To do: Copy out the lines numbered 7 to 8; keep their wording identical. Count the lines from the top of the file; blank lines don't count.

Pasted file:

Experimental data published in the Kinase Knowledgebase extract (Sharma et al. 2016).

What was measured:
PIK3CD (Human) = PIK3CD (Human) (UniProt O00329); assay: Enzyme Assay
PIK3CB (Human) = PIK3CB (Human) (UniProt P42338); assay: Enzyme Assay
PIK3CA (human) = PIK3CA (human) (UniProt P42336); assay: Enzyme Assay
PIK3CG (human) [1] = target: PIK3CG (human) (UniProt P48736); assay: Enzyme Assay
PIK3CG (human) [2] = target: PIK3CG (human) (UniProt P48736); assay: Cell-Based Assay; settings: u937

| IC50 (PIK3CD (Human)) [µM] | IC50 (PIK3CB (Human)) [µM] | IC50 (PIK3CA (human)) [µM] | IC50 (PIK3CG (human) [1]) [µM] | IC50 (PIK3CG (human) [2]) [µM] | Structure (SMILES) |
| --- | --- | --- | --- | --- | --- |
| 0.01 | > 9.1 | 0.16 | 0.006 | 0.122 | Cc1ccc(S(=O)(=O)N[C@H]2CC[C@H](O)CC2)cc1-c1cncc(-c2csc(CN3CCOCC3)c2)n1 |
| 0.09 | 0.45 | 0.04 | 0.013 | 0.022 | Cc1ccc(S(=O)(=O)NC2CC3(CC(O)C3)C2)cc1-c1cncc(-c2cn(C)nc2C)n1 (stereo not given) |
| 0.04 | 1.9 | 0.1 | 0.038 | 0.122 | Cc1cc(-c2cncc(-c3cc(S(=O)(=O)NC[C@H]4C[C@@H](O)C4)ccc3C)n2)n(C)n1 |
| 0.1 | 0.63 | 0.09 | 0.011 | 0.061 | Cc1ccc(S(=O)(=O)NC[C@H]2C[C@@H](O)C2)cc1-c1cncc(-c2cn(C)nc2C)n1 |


PIK3CG (human) [2] = target: PIK3CG (human) (UniProt P48736); assay: Cell-Based Assay; settings: u937

| IC50 (PIK3CD (Human)) [µM] | IC50 (PIK3CB (Human)) [µM] | IC50 (PIK3CA (human)) [µM] | IC50 (PIK3CG (human) [1]) [µM] | IC50 (PIK3CG (human) [2]) [µM] | Structure (SMILES) |